The Story We Know: Noble street rat Aladdin meets and falls in love with the Sultan’s daughter, Princess Jasmine, but he has no hopes of ever actually marrying her because she’s a strong independent woman who don’t need no man (but she does kind of like him). Also, he’s not a prince, so… But anyway, the Sultan’s advisor, Jafar, uses Aladdin to get a lamp for him, but things happen and Aladdin ends up trapped underground with the lamp. Discovering that it is actually a MAGIC lamp with its very own Genie, Aladdin is given three wishes. He uses his first wish to become a prince and woo Jasmine, but all the while, Jafar is plotting to get the lamp back and have the Genie’s power for himself. It’s the best Disney movie ever.
The Actual Story: I feel like whoever originally came up with the story didn’t know much about the Far East because it’s set in China…but like no one in it is actually Chinese. The characters are Muslim and have Arabic names (Aladdin comes from the Arabic Alā’ ad-Dīn which means “nobility of faith”).
But moving on, One Thousand and One Nights is a beautiful collection of folktales hailing from the Middle East and Western Asia. They’re arranged amid a frame story in which Scheherezade, one of the most fantastic female characters in all of literature, saves her life by telling a vicious king, Sharyār, a series of tales, ending each night with a cliffhanger so that instead of killing her as was his wont, he keeps her alive so as to hear the rest of the story. I’m pretty sure Scheherezade was one of the writers on Lost, actually.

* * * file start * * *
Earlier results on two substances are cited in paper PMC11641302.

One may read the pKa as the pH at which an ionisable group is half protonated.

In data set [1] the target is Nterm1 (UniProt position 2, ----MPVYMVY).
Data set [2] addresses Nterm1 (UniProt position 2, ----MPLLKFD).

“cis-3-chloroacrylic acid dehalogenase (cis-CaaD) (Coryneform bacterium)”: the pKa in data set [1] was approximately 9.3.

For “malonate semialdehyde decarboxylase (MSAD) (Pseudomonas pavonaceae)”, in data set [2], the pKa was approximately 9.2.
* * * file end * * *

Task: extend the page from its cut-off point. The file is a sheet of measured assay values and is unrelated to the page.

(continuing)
“Aladdin and his Wonderful Lamp” is one such tale. Now, it’s doubted whether or not it was actually originally part of the collection (since many versions of these tales have existed in many forms throughout the centuries) and the most common collections to be found today were actually translated and edited by Europeans who may have added in some Middle Eastern folktales from other sources (Thanks bunches, Antoine Galland). But it is a genuine folktale from the region and so we’ll go with it. I’m using Sir Richard Burton’s translation because his is pretty complete and true to the source material (plus it totally offended everyone in 1885 for its frank sexual content, so it’s fun).